Americans understandably had a variety of reactions to the horrifying news of yet another mass shooting, this time at a school, on Friday. My own was at first complete horror—but, as for many of us, it slowly solidified into a resolve to do something concrete to stop the rising tide of mass shootings. What’s to be done to shield our children (and ourselves) from random violence such as this? Some have argued that arming teachers—indeed, arming as many individual citizens as possible—will make us safe. Others reacted by advocating that parents homeschool their children.
I can understand the motivation behind both reactions. This sort of violence is inherently random. The best protection often seems to be to do whatever you can to make yourself, and your children, as safe as possible. If that means owning a gun (or many), in the theory that you can stop any violence heading your way, so be it. If that means taking your children out of schools, which have become targets of violence, so be it.
But this is not the time for going further down the individualist path, for cutting ourselves off from the community we live in. This is exactly the time when we need to reinvest in what we can only do collectively, as a community. We need to come together in ways that can begin to respond to the horror visited upon Sandy Hook.
Accounts may eventually change, but as it stands now it seems appropriate to call many of the Sandy Hook teachers heroes, both those who survived and those who lost their lives. The body of Anne Marie Murphy was found covering those of her students in a final act to try to save them. Current reports say that the principal Dawn Hochsprung and school psychologist Mary Sherlach ran into the hallway toward a hail of gunfire. Victoria Soto hid her students and then reportedly told the attacker that they were in the gym. Other teachers ushered their students into hiding places and kept them as quiet and calm as possible while the chaos was unfolding outside their doors.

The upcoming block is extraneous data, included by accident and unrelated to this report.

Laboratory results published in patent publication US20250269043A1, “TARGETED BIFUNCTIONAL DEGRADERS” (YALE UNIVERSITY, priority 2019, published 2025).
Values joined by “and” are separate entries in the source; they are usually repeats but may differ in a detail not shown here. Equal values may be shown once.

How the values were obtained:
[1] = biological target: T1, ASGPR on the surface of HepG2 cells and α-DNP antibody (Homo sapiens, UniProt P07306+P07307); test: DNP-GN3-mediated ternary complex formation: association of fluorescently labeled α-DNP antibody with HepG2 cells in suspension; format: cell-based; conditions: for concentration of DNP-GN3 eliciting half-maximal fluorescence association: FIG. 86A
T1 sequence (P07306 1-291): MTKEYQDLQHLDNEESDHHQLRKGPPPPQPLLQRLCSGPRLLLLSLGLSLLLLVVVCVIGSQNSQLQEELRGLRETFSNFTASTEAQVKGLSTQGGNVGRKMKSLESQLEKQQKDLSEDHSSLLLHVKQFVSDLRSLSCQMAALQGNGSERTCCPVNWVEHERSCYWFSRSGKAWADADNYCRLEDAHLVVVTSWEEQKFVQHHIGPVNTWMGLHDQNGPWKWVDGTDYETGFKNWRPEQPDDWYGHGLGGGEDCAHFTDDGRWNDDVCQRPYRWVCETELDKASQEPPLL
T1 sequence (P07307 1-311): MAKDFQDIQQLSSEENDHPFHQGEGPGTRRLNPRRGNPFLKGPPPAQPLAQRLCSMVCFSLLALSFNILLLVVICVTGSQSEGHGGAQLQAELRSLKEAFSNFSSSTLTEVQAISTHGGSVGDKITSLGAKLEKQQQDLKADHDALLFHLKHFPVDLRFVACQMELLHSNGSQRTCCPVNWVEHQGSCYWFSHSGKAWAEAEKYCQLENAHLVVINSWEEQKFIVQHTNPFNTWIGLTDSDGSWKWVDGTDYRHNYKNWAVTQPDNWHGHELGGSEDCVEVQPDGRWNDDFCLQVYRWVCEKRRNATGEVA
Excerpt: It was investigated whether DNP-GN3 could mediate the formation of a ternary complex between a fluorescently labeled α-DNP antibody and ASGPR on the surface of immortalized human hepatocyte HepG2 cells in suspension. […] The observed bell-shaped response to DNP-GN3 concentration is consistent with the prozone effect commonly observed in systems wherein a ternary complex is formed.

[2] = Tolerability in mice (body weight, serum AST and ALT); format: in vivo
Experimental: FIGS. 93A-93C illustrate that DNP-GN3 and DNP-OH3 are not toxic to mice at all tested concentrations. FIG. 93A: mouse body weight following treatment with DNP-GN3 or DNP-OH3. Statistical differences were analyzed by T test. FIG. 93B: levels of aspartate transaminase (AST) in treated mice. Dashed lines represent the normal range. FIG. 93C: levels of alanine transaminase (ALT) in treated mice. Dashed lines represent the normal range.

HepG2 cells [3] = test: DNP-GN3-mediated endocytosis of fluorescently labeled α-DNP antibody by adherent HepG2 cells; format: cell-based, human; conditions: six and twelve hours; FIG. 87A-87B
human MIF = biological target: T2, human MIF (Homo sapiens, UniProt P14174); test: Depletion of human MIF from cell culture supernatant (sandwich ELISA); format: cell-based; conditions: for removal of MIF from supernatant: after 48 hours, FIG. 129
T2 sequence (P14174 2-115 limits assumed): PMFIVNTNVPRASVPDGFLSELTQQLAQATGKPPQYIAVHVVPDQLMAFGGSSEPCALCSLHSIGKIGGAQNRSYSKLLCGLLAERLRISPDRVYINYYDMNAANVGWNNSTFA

These are the public school teachers who we so often vilify as lazy, overpaid and entitled. Yet these enormous acts of bravery reflect the smaller acts of everyday selflessness that comes with the job. They are not trained to run toward gunfire like police officers, but some of them did so on instinct anyway. I wasn’t surprised. Having taught first grade myself, I know that it’s hard to start, let alone stay, in that job without an overwhelming passion for serving the next generation. Teachers educate and shape our children, but we show our value of this service by paying elementary school teachers just $51,000 a year at the median, even though most positions require a Master’s degree.
In the wake of this stark reminder of not only how much trust we put in teachers to protect and develop our children, but how well so many of them respond to that call, we can better value them by remembering how much they sacrifice in efforts to reform our education system. We can better value these public servants with more respect and, yes, more pay.